APA’s Council of Representatives voted almost unanimously to prohibit psychologists from participating in national security interrogations.
Its resolution states that psychologists “shall not conduct,
supervise, be in the presence of, or otherwise assist any national
security interrogations for any military or intelligence entities,
including private contractors working on their behalf, nor
advise on conditions of confinement insofar as these might
facilitate such an interrogation.”
The new policy does allow psychologists to be involved in
general policy consultation regarding humane interrogations.
The prohibition does not apply to domestic law enforcement
interrogations or domestic detention settings where detainees
are under the protection of the U.S. Constitution. The
resolution also aligns APA’s stance on cruel, inhuman or
degrading treatment or punishment with that of the U.N.
Convention Against Torture.
The policy, approved on Aug. 7 during APA’s Annual
Convention in Toronto, is among the first steps the association
has taken to address the findings of a report by the law firm
Sidley Austin LLP, which concluded that some APA officials,
principally APA’s then-ethics director, “colluded with important
DOD officials to have APA issue loose, high-level ethical
guidelines that did not constrain DOD in any greater fashion
than existing DOD interrogation guidelines.”
The report, which can be found at www.apa.org/
independent-review/ index.aspx, also found that when APA
members raised concerns about psychologists’ involvement
in interrogations, “APA officials engaged in a pattern of secret
collaboration with DOD officials to defeat efforts by the APA
Council of Representatives to introduce and pass resolutions
that would have definitively prohibited psychologists from
participating in interrogations at Guantanamo Bay and other
U.S. detention centers abroad.”
In addition, the report describes contact APA had with the
CIA, but concluded that the evidence does not support earlier
allegations by APA’s critics of collusion between the two.
While the report found no indication that APA officials
actually knew about any interrogation program using enhanced
interrogation techniques, it concluded that APA officials
“had strong reasons to suspect that abusive interrogations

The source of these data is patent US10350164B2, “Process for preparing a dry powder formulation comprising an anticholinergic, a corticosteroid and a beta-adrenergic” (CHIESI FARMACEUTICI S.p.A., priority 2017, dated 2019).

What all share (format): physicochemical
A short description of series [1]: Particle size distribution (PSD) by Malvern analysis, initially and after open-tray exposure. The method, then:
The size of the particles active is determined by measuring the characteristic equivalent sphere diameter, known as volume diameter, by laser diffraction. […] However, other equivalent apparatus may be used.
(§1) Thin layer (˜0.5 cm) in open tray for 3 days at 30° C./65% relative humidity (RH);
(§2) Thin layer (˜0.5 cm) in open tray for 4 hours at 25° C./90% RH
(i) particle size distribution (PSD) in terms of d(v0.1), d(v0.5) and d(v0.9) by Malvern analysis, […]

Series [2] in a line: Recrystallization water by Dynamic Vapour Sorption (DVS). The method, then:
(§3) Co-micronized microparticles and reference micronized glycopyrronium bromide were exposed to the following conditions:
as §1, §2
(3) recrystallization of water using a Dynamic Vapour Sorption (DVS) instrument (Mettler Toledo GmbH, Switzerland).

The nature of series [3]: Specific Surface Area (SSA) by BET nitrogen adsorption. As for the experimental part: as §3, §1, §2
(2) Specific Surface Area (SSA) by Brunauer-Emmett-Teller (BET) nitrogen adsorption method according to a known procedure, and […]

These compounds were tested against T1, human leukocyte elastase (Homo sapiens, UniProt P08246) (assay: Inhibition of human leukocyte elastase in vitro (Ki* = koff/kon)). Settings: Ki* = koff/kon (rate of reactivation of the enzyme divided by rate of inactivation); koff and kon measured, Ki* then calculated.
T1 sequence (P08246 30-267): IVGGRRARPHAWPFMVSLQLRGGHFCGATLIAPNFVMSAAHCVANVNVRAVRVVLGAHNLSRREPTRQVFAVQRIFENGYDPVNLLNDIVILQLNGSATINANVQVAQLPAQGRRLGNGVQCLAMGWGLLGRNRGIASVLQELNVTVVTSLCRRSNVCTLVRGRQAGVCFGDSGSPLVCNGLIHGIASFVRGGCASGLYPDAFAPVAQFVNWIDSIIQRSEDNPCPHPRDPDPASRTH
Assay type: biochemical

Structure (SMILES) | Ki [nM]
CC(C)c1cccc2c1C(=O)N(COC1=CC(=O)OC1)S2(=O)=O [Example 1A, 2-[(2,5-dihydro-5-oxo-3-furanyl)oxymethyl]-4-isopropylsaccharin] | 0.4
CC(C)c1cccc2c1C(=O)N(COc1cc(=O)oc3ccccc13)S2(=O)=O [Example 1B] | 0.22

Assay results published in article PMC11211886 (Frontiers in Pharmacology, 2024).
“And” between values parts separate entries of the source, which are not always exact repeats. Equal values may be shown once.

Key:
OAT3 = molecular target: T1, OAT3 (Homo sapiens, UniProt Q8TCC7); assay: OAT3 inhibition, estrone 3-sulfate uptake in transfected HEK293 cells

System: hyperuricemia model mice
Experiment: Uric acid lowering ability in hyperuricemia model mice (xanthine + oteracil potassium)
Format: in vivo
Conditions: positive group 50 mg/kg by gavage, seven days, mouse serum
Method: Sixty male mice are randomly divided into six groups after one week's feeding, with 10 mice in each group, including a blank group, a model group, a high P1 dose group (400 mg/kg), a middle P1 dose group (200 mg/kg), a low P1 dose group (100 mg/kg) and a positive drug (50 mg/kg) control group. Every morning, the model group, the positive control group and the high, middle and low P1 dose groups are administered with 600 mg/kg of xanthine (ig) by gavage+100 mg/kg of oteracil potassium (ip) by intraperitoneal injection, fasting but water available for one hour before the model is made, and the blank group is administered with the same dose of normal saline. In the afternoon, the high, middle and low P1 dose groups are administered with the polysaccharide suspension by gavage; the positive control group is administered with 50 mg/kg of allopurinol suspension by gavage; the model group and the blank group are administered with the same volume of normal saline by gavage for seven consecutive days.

had occurred” and that association leaders “intentionally
and strategically avoided taking steps to learn information to
confirm those suspicions.”
APA has apologized and is reviewing and strengthening its
relevant policies and procedures.
In a letter to members after the report’s release, APA
President-elect Susan McDaniel, PhD, and Past President
Nadine Kaslow, PhD — both of the association’s Special
Committee for the Independent Review — wrote that “what
happened should never have occurred.”
“On behalf of our organization, we apologize for what
has emerged in the report, including the secret coordination
between several APA leaders and the Department of Defense
that resulted in the lack of a clear and consistent anti-torture
stance, limited guidance for military psychologists in the field,
a failure to uphold an appropriate conflict of interest policy
with regard to the Presidential Task Force on Psychological
Ethics and National Security (PENS Task Force) on military
interrogation, and a lack of appropriate checks and balances
that could have revealed these significant problems,” they wrote.
“In addition, we deeply regret the fact that some APA members
and other critics were privately and publicly discounted for
They added: “Together we can, indeed we must, recommit
to psychology’s core values and emerge from this crisis as a
stronger association of which we can all be proud.”
Meanwhile, a number of APA members and others named in
the independent report have objected strongly to its findings or
have asserted that their actions or motives were misinterpreted.
APA has provided a Web page for those who were mentioned
or have personal knowledge about the events discussed in the
report to respond to the facts presented or provide their own
accounts of issues pertaining to them. Visit the Web page at
APA has also set up a Web page to enable people to voice
their opinions on the report at www.apa.org/independent-review/ index.aspx, just below the links to the report and report
There’s also an email box where members and others can
send suggestions for APA moving forward: IRfeedback@apa.org.
Comments received through all of these mechanisms are
being reviewed and cataloged and will continue to inform
decisions and actions.
APA takes strong action
in response to independent review
Action taken by APA’s Council of Representatives unrelated
to the independent review will be reported in the October